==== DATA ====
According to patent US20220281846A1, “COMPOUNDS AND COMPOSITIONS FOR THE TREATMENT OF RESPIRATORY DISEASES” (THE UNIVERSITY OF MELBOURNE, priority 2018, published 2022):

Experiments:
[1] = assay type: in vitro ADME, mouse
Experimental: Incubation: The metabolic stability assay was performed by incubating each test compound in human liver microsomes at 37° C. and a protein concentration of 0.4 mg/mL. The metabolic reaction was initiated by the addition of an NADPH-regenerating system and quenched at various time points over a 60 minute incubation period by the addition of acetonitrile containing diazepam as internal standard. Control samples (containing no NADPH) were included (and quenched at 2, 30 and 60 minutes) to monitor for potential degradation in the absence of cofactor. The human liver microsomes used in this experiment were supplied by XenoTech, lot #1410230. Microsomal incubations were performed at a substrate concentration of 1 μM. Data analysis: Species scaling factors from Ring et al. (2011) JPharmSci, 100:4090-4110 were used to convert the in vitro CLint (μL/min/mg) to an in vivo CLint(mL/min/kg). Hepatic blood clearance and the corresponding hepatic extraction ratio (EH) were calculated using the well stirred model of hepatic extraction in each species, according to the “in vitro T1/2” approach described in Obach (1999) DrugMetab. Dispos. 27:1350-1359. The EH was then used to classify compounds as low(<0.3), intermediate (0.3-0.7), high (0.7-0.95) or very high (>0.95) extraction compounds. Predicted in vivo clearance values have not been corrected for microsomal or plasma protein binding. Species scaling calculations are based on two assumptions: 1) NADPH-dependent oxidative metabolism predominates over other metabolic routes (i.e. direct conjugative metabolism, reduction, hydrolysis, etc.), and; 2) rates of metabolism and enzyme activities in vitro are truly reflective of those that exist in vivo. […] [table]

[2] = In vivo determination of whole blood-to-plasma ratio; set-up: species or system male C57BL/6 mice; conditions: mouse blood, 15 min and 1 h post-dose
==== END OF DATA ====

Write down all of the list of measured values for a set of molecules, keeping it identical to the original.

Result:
According to patent US20220281846A1, “COMPOUNDS AND COMPOSITIONS FOR THE TREATMENT OF RESPIRATORY DISEASES” (THE UNIVERSITY OF MELBOURNE, priority 2018, published 2022):

Experiments:
[1] = assay type: in vitro ADME, mouse
Experimental: Incubation: The metabolic stability assay was performed by incubating each test compound in human liver microsomes at 37° C. and a protein concentration of 0.4 mg/mL. The metabolic reaction was initiated by the addition of an NADPH-regenerating system and quenched at various time points over a 60 minute incubation period by the addition of acetonitrile containing diazepam as internal standard. Control samples (containing no NADPH) were included (and quenched at 2, 30 and 60 minutes) to monitor for potential degradation in the absence of cofactor. The human liver microsomes used in this experiment were supplied by XenoTech, lot #1410230. Microsomal incubations were performed at a substrate concentration of 1 μM. Data analysis: Species scaling factors from Ring et al. (2011) JPharmSci, 100:4090-4110 were used to convert the in vitro CLint (μL/min/mg) to an in vivo CLint(mL/min/kg). Hepatic blood clearance and the corresponding hepatic extraction ratio (EH) were calculated using the well stirred model of hepatic extraction in each species, according to the “in vitro T1/2” approach described in Obach (1999) DrugMetab. Dispos. 27:1350-1359. The EH was then used to classify compounds as low(<0.3), intermediate (0.3-0.7), high (0.7-0.95) or very high (>0.95) extraction compounds. Predicted in vivo clearance values have not been corrected for microsomal or plasma protein binding. Species scaling calculations are based on two assumptions: 1) NADPH-dependent oxidative metabolism predominates over other metabolic routes (i.e. direct conjugative metabolism, reduction, hydrolysis, etc.), and; 2) rates of metabolism and enzyme activities in vitro are truly reflective of those that exist in vivo. […] [table]

[2] = In vivo determination of whole blood-to-plasma ratio; set-up: species or system male C57BL/6 mice; conditions: mouse blood, 15 min and 1 h post-dose